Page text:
Freaknik Lawyer Herald As Role Model By Macon Audience
“I was not sure of the reception from my hometown,” Harold Michael Harvey, author of Freaknik Lawyer, said. He had just finished reading a passage from his memoir to a gathering of Maconites at the historic Douglass Théâtre.
Harvey’s memoir on the craft of resistance is an intimate portrayal of his life coming of age in Macon, first during Jim Crow, and later during integration.
“The most amazing thing about the evening was a young teenager working at the Douglass Theatre tonight. He left his work duties in another section of the Douglass to observe the book launch. He caught my attention because, like him, when I worked at the Riverside Clinic Hospital in the 1960s, I often sneaked away from work and walked to the Courthouse to watch Hank O’Neil, Tom Jackson, and Carr Dodson try cases.”
“Well, this young Black boy listened to the various speakers on the program. When my wife introduced me, she beamed with the love of a 40-year courtship. This young man looked at me, nodded his head, and smiled. Later, when I finished reading about my first day integrating Lanier Jr. High School for Boys, he walked over to me with an approving grin and shook my hand,” Harvey offered.
This young man tapped into something the adults in the room began to realize. They came to the book launch out of respect for and to support their native son, only to learn that Freaknik Lawyer was not just a book, a memoir, but a role model for young people to follow.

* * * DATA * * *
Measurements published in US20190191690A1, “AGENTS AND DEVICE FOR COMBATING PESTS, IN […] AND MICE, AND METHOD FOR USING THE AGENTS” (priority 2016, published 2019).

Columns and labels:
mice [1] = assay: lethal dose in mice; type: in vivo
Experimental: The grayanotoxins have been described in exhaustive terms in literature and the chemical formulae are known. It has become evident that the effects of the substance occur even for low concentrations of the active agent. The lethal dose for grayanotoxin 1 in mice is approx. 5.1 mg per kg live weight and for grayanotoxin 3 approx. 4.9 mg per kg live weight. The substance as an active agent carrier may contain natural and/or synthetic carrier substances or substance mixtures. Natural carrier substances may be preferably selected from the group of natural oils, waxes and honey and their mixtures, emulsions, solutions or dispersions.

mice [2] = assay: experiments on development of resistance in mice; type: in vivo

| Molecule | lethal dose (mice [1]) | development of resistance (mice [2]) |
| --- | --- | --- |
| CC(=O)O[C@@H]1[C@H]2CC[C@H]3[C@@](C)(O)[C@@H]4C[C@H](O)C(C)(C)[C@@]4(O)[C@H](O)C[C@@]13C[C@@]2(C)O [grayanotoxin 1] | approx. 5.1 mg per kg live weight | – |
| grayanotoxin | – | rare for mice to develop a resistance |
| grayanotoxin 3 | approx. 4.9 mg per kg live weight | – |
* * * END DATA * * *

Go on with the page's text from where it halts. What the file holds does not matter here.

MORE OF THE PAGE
Thomas Duval, a retired dentist, and local historian attended out of historical curiosity. “I believe Harold’s book can be made into a comic strip to reach young Black boys and serve as a role model for them,” Duval said after the program concluded.
Duval has long argued that “If Black youngsters knew their history, they would be obligated to behave in ways that uplifted the community.”
While talks are underway to translate the stories of overcoming obstacles found in Freaknik Lawyer into a comic strip, Tina Dennard, Founder and President of Adopt-A-Role Model Program ordered 50 books to give to the young people in this program.
“I want each of my kids to have an autograph copy of your book to serve as an inspiration to them,” Dennard said.
Dennard wasted no time in booking Harvey to speak at Adopt-A-Role Model’s Martin Luther King, Jr. Birthday Observance on January 20, 2020.
“This proves,” Harvey said, “that if you have a story that inspires young people, you can, go home again.”
From the desk of Cyn Harvey
Harold Michael Harvey is the author of Freaknik Lawyer: A Memoir on the Craft of Resistance. He is a Past President of the Gate City Bar Association. He is the recipient of Gate City’s R. E. Thomas Civil Rights Award, which he received for his pro bono representation of Black college students arrested during Freaknik celebrations in the mid to late 1990s. An avid public speaker, contact him at firstname.lastname@example.org